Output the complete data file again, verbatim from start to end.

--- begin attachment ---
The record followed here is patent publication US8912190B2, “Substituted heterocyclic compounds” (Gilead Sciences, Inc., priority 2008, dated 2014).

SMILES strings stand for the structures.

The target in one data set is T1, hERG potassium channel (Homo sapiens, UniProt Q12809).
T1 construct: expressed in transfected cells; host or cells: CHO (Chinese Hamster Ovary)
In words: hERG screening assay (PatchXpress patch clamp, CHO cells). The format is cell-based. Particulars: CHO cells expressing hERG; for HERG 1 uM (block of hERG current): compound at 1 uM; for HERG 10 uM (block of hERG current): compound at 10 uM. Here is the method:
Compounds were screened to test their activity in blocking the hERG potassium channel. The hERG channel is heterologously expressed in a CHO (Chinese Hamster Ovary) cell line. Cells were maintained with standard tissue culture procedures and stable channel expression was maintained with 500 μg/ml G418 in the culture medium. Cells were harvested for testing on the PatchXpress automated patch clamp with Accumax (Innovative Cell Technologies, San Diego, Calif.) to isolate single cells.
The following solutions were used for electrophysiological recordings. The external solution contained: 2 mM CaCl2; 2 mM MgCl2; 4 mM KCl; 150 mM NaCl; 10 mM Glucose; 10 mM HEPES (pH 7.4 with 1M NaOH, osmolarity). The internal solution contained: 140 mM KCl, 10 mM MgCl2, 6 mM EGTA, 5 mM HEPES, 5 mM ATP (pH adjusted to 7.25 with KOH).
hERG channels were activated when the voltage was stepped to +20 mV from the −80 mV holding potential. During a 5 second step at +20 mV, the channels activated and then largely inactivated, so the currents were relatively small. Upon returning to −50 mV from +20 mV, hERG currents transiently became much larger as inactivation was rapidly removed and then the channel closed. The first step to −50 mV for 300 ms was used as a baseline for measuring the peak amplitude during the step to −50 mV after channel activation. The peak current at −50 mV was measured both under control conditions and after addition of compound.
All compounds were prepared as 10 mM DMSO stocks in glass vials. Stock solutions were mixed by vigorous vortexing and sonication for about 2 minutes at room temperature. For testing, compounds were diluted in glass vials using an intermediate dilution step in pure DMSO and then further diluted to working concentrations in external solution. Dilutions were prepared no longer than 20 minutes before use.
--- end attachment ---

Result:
The record followed here is patent publication US8912190B2, “Substituted heterocyclic compounds” (Gilead Sciences, Inc., priority 2008, dated 2014).

SMILES strings stand for the structures.

The target in one data set is T1, hERG potassium channel (Homo sapiens, UniProt Q12809).
T1 construct: expressed in transfected cells; host or cells: CHO (Chinese Hamster Ovary)
In words: hERG screening assay (PatchXpress patch clamp, CHO cells). The format is cell-based. Particulars: CHO cells expressing hERG; for HERG 1 uM (block of hERG current): compound at 1 uM; for HERG 10 uM (block of hERG current): compound at 10 uM. Here is the method:
Compounds were screened to test their activity in blocking the hERG potassium channel. The hERG channel is heterologously expressed in a CHO (Chinese Hamster Ovary) cell line. Cells were maintained with standard tissue culture procedures and stable channel expression was maintained with 500 μg/ml G418 in the culture medium. Cells were harvested for testing on the PatchXpress automated patch clamp with Accumax (Innovative Cell Technologies, San Diego, Calif.) to isolate single cells.
The following solutions were used for electrophysiological recordings. The external solution contained: 2 mM CaCl2; 2 mM MgCl2; 4 mM KCl; 150 mM NaCl; 10 mM Glucose; 10 mM HEPES (pH 7.4 with 1M NaOH, osmolarity). The internal solution contained: 140 mM KCl, 10 mM MgCl2, 6 mM EGTA, 5 mM HEPES, 5 mM ATP (pH adjusted to 7.25 with KOH).
hERG channels were activated when the voltage was stepped to +20 mV from the −80 mV holding potential. During a 5 second step at +20 mV, the channels activated and then largely inactivated, so the currents were relatively small. Upon returning to −50 mV from +20 mV, hERG currents transiently became much larger as inactivation was rapidly removed and then the channel closed. The first step to −50 mV for 300 ms was used as a baseline for measuring the peak amplitude during the step to −50 mV after channel activation. The peak current at −50 mV was measured both under control conditions and after addition of compound.
All compounds were prepared as 10 mM DMSO stocks in glass vials. Stock solutions were mixed by vigorous vortexing and sonication for about 2 minutes at room temperature. For testing, compounds were diluted in glass vials using an intermediate dilution step in pure DMSO and then further diluted to working concentrations in external solution. Dilutions were prepared no longer than 20 minutes before use.